Transcending a devastating disease through exploration and discovery

By Helene Berger / Special to the BJV

Helene Berger will appear at the Friday, September 20 Knosh & Knowledge to talk about her memoir, Choosing Joy – Alzheimer’s: A Book of Hope, about the ways her husband Ady’s Alzheimer’s Disease diagnosis changed their lives. Writes Susan Wissler, executive director of The Mount’s writers-in-residence program: “Choosing Joy is a rare work in that it is both inspirational and practical. Beautifully written and organized, it is an account of commitment, courage, and hope...Helene and Ady’s story is a testament to the profound impact of love and patience and a beautiful example of a life well lived.”

About her journey, Berger writes: “Books on Alzheimer’s and dementia often describe the caregiver as having debilitating feelings of helplessness. My experience during the early stages was that even though I felt powerless to make the kind of difference that would stop or slow the disease, I was clearly not helpless. It is hugely empowering to understand that one might be able to alter the outcome.”

While Berger cautions that everyone’s experience of Alzheimer’s will be different, she will share insights gained as a devoted wife and caregiver that she hopes will educate and inspire others in a similar situation. Please see page ?? for details about her Knosh & Knowledge talk. For more about the book, plus podcast and television interviews with Helene, visit her website:

The following excerpts from Choosing Joy are reprinted by permission of the author.

A Friend’s Guidance That Helped to Sustain Me

I remember a conversation that helped to shape our lives going forward. This was in the early years of Ady’s incipient Alzheimer’s, before the official diagnosis, when I had probably expressed my concerns about Ady to none but my closest friends. We were out to dinner with a lovely couple whom we knew quite well. The husband was a widely published author and well-known authority in his field.  Ady, sitting next to him, turned and said, “So, Sam, what do you do?”

I blanched and tried to come to Ady’s rescue, rushing in to remind Ady of Sam’s prestigious accomplishments. His wife, Lynn, took my hand and said, “Helene, everybody loves Ady for Ady. Don’t try to cover for him.”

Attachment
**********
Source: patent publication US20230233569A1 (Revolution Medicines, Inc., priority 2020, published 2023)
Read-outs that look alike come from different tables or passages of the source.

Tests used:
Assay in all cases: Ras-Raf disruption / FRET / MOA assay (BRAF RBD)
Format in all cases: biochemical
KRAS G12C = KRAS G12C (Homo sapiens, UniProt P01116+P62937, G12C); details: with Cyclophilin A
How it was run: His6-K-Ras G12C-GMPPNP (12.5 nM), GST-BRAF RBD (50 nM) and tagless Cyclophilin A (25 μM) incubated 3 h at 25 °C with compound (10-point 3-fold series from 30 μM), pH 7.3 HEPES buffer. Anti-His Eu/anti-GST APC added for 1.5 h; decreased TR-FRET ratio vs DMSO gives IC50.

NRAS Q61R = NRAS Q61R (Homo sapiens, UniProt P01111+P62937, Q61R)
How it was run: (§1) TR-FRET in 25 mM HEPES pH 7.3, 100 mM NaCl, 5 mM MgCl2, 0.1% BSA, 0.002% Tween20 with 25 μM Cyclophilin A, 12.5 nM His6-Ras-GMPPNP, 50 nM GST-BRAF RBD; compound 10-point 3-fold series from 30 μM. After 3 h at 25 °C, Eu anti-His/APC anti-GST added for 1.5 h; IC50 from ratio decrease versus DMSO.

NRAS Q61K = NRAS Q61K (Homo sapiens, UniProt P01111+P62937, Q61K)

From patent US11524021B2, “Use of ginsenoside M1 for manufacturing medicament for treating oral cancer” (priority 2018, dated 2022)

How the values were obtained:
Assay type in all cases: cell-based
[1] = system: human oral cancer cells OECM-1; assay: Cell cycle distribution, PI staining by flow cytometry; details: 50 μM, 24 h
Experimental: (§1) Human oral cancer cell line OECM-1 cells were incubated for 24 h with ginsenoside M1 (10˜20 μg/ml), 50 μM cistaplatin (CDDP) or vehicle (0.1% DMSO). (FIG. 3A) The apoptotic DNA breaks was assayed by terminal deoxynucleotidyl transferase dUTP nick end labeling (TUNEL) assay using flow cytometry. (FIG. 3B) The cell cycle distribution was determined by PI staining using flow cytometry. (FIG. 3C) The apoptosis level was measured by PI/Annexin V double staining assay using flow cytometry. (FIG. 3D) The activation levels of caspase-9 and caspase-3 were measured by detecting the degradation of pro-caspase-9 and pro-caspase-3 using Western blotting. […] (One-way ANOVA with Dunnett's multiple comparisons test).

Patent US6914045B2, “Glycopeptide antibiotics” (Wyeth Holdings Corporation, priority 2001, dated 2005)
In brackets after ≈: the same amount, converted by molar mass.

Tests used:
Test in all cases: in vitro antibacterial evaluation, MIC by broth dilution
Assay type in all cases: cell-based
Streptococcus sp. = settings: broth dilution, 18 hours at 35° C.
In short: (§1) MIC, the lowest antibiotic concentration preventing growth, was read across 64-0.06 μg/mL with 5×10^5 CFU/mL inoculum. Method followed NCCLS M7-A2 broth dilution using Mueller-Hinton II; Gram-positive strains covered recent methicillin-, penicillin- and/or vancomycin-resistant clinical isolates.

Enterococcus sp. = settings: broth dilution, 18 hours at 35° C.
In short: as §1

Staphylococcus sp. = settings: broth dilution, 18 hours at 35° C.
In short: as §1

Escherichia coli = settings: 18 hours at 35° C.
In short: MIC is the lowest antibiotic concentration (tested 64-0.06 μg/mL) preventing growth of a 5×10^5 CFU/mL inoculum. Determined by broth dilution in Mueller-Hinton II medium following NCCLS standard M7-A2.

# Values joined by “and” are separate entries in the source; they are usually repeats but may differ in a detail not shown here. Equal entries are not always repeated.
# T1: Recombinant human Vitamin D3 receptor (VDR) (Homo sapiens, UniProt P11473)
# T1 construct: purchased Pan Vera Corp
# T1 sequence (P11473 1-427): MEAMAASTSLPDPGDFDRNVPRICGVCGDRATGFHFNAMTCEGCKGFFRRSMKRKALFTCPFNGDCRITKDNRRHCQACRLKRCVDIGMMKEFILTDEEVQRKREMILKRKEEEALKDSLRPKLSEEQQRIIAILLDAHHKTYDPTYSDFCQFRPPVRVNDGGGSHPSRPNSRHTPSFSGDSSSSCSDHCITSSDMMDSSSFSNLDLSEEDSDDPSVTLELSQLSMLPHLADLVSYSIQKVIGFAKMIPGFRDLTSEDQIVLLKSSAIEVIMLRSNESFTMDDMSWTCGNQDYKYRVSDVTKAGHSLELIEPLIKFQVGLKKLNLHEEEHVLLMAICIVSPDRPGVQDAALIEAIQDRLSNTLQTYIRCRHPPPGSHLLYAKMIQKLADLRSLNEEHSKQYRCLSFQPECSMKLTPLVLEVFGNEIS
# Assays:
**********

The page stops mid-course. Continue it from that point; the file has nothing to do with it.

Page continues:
My eyes filled with tears. Living with the myriad problems that Alzheimer’s was already beginning to inflict upon us was hard enough. Trying to keep secret what had clearly become obvious to others only made it harder. Lynn’s guidance was my first step toward open, public acceptance of our new reality. It was easier after that for me to acknowledge our problem openly, to shed the burden of pretending that everything was normal.

Publically acknowledging what Ady and I were experiencing, rather than treating it as embarrassing and shameful, gave me enormous relief. It opened up new worlds of communication for me, enabling me to learn from others’ experience. Ady himself made it easier, as he began to admit openly that “My memory’s not so good anymore.” In the early years, we are often unwilling to acknowledge to our friends the reality of what we are living through. Though this may be understandable, it burdens us with an unnecessary level of sadness and pain. Just as important, we lose out on the wise counsel and compassion that friends can offer. In two six-word sentences, Lynn’s honesty and compassion changed my life. I shall always be grateful to her.

“Fight the Disease, Not the Journey”

I read or heard those words when Ady was first diagnosed: I jotted them down because they sounded interesting:, “Fight the disease, not the journey.”  At the time, I did not really understand what they meant, but gradually the concept became clearer.

The first part is obvious: we must fight the disease with every weapon we possess or uncover. We cannot take a back seat and watch the decline unfold. We must fight with full power and intelligence to provide the best physical and mental health possible, whether through new and ever-expanding medications, bringing more doctors into the loop, seeking appropriate help books, providing daily aerobic activity with a trainer or taking daily walks or a swim, or learning from other’s experiences in many different ways.